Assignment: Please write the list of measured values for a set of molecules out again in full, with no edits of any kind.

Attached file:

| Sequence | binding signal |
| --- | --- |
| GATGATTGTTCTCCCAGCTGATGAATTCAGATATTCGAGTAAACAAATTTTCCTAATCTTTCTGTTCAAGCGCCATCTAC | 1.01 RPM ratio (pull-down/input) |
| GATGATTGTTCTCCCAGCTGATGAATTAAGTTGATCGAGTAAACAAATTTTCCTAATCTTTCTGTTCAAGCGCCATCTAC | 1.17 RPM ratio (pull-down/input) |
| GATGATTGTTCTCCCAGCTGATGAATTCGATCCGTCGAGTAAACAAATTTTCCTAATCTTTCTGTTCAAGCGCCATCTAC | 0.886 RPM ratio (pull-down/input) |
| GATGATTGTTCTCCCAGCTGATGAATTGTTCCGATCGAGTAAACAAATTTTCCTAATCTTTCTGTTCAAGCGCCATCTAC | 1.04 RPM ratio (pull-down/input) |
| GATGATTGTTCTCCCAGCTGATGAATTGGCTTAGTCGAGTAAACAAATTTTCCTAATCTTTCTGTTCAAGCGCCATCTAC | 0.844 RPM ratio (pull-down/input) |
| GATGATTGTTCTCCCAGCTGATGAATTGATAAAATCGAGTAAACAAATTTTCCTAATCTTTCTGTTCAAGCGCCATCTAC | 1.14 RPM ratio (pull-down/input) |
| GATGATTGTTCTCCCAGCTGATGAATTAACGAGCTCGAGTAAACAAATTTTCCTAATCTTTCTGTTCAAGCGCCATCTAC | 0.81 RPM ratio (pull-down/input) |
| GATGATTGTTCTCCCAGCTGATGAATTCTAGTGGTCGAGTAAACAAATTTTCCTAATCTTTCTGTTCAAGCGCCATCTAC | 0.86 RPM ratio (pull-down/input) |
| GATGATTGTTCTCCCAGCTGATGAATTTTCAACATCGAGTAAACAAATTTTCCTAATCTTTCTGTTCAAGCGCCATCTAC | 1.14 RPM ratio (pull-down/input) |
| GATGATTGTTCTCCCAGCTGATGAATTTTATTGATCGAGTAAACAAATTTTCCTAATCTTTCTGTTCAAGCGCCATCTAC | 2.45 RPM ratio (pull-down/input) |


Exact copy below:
| Sequence | binding signal |
| --- | --- |
| GATGATTGTTCTCCCAGCTGATGAATTCAGATATTCGAGTAAACAAATTTTCCTAATCTTTCTGTTCAAGCGCCATCTAC | 1.01 RPM ratio (pull-down/input) |
| GATGATTGTTCTCCCAGCTGATGAATTAAGTTGATCGAGTAAACAAATTTTCCTAATCTTTCTGTTCAAGCGCCATCTAC | 1.17 RPM ratio (pull-down/input) |
| GATGATTGTTCTCCCAGCTGATGAATTCGATCCGTCGAGTAAACAAATTTTCCTAATCTTTCTGTTCAAGCGCCATCTAC | 0.886 RPM ratio (pull-down/input) |
| GATGATTGTTCTCCCAGCTGATGAATTGTTCCGATCGAGTAAACAAATTTTCCTAATCTTTCTGTTCAAGCGCCATCTAC | 1.04 RPM ratio (pull-down/input) |
| GATGATTGTTCTCCCAGCTGATGAATTGGCTTAGTCGAGTAAACAAATTTTCCTAATCTTTCTGTTCAAGCGCCATCTAC | 0.844 RPM ratio (pull-down/input) |
| GATGATTGTTCTCCCAGCTGATGAATTGATAAAATCGAGTAAACAAATTTTCCTAATCTTTCTGTTCAAGCGCCATCTAC | 1.14 RPM ratio (pull-down/input) |
| GATGATTGTTCTCCCAGCTGATGAATTAACGAGCTCGAGTAAACAAATTTTCCTAATCTTTCTGTTCAAGCGCCATCTAC | 0.81 RPM ratio (pull-down/input) |
| GATGATTGTTCTCCCAGCTGATGAATTCTAGTGGTCGAGTAAACAAATTTTCCTAATCTTTCTGTTCAAGCGCCATCTAC | 0.86 RPM ratio (pull-down/input) |
| GATGATTGTTCTCCCAGCTGATGAATTTTCAACATCGAGTAAACAAATTTTCCTAATCTTTCTGTTCAAGCGCCATCTAC | 1.14 RPM ratio (pull-down/input) |
| GATGATTGTTCTCCCAGCTGATGAATTTTATTGATCGAGTAAACAAATTTTCCTAATCTTTCTGTTCAAGCGCCATCTAC | 2.45 RPM ratio (pull-down/input) |